Publishing has evolved drastically over the past two decades, proving to be one of the industries most disrupted by the advent and proliferation of the internet. Ever-lower barriers to entry for new participants have led to more competition for publishers, as well as more noise for consumers. The result has been a broad decline in publishing revenue and a user experience dominated by increasingly invasive advertising. Bitcoin, with it’s unique applicability for micropayments, may eventually be able to conquer this problem.
Historically, revenue generation for publications was straightforward. Publishers would sell individual copies or subscriptions to customers, as well as space in the publication to advertisers. With print media being near-impossible to directly duplicate and/or repackage in a timely manner, content producers were able to build strong relationships with customers, forced to deliver value for the price paid or risk losing the customer forever.
And then the internet was invented. With consumers now having instant access to content from around the world, a new paradigm of media was born. Instead of buying a full paper, individual articles became the more efficient and widely-preferred method of consumption. Instead of seeking trusted brands, readers wound up reading pieces that were easiest to come across – first in search engines and eventually via social media.
While most would agree the exponential increase in information availability has been tremendously positive on the whole, the breaking of age-old relationships between customers and publishers has had some less-frequently acknowledged impacts. Publishing revenue has fallen dramatically, with newspaper advertising revenues falling 50% in just the last four years. Content providers have found themselves in a race to the bottom, doing whatever necessary for page views and the related ad revenue, competing with entrants who can now publish at almost no cost in an attempt to take whatever piece possible of the total advertising market share.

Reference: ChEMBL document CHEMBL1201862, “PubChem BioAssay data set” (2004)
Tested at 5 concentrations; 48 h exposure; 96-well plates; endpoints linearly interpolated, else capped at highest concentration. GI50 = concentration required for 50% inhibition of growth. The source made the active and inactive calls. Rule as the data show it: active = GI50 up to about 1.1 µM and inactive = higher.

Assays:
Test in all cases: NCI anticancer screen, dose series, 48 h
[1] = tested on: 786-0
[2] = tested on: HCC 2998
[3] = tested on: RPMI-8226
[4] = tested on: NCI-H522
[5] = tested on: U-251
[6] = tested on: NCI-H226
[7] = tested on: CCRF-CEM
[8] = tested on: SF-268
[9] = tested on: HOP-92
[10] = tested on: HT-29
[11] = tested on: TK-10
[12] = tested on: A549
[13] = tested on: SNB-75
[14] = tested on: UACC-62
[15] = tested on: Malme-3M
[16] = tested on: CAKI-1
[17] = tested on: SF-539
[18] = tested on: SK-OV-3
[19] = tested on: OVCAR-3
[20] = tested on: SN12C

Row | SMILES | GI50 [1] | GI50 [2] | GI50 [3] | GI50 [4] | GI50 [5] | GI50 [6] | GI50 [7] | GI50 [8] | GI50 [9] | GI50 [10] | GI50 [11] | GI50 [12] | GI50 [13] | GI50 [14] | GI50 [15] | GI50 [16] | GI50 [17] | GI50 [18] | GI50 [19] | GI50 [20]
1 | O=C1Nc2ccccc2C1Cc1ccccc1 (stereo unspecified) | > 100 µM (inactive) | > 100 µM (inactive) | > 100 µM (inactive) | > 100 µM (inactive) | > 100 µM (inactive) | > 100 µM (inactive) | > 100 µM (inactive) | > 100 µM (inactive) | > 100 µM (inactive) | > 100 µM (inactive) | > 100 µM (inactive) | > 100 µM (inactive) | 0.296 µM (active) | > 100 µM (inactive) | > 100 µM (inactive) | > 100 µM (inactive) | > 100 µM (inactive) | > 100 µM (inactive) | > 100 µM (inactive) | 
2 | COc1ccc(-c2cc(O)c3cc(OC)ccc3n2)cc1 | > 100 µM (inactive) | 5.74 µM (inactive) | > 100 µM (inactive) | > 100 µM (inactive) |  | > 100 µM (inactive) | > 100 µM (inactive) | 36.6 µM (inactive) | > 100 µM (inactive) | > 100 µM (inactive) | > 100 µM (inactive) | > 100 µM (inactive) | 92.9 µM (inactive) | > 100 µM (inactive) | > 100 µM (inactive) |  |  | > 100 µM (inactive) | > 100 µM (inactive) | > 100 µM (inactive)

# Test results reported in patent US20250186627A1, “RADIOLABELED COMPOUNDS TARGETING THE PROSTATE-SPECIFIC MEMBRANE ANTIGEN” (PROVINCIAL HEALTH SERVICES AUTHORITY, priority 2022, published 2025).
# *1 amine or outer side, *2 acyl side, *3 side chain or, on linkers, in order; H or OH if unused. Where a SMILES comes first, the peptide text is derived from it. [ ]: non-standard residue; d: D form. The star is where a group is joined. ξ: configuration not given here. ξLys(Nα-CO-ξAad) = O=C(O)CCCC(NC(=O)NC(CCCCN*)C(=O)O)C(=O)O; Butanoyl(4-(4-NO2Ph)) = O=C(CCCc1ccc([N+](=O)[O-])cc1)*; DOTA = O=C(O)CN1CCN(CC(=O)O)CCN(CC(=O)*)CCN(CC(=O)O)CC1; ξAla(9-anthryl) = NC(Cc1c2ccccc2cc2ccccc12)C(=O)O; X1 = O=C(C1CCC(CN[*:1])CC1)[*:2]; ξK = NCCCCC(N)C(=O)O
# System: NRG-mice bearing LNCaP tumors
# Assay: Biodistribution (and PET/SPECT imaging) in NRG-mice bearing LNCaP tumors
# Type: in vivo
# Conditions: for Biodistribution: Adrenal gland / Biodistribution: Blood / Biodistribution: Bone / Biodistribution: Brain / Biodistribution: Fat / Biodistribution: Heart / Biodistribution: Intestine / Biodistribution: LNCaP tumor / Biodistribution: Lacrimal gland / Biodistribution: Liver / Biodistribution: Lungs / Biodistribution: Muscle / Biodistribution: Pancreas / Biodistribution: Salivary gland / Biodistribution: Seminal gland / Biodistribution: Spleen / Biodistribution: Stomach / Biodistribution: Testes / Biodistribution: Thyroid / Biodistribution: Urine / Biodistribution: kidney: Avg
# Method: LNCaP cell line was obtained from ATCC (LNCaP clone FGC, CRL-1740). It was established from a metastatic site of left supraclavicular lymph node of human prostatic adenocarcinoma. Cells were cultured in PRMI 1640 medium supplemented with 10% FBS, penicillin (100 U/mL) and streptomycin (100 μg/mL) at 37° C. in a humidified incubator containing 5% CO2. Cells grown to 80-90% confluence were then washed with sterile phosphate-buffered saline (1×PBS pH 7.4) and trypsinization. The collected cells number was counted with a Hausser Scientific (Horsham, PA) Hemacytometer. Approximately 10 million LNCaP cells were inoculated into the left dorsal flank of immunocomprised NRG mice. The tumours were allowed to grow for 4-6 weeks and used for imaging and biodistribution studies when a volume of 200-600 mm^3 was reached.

With advertising being a primary revenue driver, views by whatever means possible become the dominant goal, rather than creating content of high quality to build a strong enough brand to charge consumers. Sites like The Huffington Post, bought by AOL in 2011 for $315 million, have come to dominate this market. HuffPo publishes a new article every 58 seconds, or between 1,600 and 2,000 per day, by contracting with a network of freelancers in an attempt to maintain relevance in search algorithms.
While HuffPo arguably executes on this model the best, the success of this model has led to the creation of content farms, or producers of quick, generally low quality content, often directly taking from other sources in an attempt to drive traffic and generate ad revenue.
But, even ad revenue from page views is becoming less profitable. Ad-blocking users now average some 10% of total web traffic, meaning content providers aren’t even being paid for an increasing share of their views. On top of that, average Cost-per-Click (CPC) and Cost-per-Mille (CPM) have fallen 33% and 53% since 2010, respectively – largely a result of the growth of real time bidding.
Perhaps the most troubling to learn about for the uninitiated is the meteoric rise of native advertising, or placing advertisements in places where consumers are already looking. In the world of publishing this often means branded content, or pieces that are explicitly paid for by advertisers but look and feel like any other article. This trend is growing dramatically, with 72% of corporate marketers saying they believe branded content is more effective than traditional advertising.
Naturally, as this market continues to grow, it will inevitably lead to distrust as readers have to question what the incentive is behind everything they read: is it to provide the best, most thoroughly researched content or to generate positive views for an advertiser? For example, the research piece you’re reading right now will go on to list a number of bitcoin companies in a later section. As far as you know, one or more of them may have paid us for inclusion, skewing our tone and your perception of their brand (this is of course not the case; TGB has never and will never produce paid content).